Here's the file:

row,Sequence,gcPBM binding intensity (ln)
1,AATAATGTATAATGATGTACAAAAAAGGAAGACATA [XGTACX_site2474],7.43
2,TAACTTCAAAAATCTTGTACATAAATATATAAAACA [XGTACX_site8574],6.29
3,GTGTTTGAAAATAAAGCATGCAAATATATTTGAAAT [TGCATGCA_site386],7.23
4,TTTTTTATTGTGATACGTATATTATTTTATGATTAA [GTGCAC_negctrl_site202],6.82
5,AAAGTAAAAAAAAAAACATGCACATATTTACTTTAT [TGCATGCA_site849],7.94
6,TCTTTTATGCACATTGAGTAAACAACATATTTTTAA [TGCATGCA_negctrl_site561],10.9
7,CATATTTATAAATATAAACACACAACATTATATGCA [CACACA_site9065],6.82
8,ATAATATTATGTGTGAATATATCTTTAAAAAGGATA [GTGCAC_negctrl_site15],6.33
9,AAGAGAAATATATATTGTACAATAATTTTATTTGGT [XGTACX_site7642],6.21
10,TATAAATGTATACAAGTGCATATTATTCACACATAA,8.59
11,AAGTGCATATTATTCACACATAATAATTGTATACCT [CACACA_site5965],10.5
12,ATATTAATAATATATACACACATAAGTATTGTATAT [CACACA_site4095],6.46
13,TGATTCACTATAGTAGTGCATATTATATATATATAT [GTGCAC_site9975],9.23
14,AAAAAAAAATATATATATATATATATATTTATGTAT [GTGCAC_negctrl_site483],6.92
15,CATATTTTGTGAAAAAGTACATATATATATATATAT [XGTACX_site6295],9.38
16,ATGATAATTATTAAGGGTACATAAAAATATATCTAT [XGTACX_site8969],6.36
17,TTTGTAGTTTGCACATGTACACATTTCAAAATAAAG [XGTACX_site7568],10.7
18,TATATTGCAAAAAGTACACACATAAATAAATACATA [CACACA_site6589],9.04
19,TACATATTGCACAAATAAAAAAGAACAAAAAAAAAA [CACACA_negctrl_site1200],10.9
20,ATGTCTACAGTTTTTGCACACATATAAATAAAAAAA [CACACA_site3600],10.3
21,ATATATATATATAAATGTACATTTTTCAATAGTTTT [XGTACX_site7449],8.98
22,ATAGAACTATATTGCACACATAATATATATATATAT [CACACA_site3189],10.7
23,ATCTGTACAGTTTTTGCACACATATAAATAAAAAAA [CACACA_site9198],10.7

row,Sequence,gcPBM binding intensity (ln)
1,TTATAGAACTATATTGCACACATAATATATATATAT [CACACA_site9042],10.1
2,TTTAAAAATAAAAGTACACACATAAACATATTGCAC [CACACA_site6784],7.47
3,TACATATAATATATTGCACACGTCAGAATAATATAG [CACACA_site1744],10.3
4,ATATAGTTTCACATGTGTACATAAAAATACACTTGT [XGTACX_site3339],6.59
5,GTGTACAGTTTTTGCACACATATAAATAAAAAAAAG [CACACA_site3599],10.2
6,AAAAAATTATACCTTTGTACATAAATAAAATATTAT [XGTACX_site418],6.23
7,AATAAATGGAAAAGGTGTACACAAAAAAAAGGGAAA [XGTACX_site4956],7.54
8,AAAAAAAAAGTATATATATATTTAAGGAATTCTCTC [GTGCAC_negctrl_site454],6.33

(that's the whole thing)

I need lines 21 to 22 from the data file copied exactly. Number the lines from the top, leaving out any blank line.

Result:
20,ATGTCTACAGTTTTTGCACACATATAAATAAAAAAA [CACACA_site3600],10.3
21,ATATATATATATAAATGTACATTTTTCAATAGTTTT [XGTACX_site7449],8.98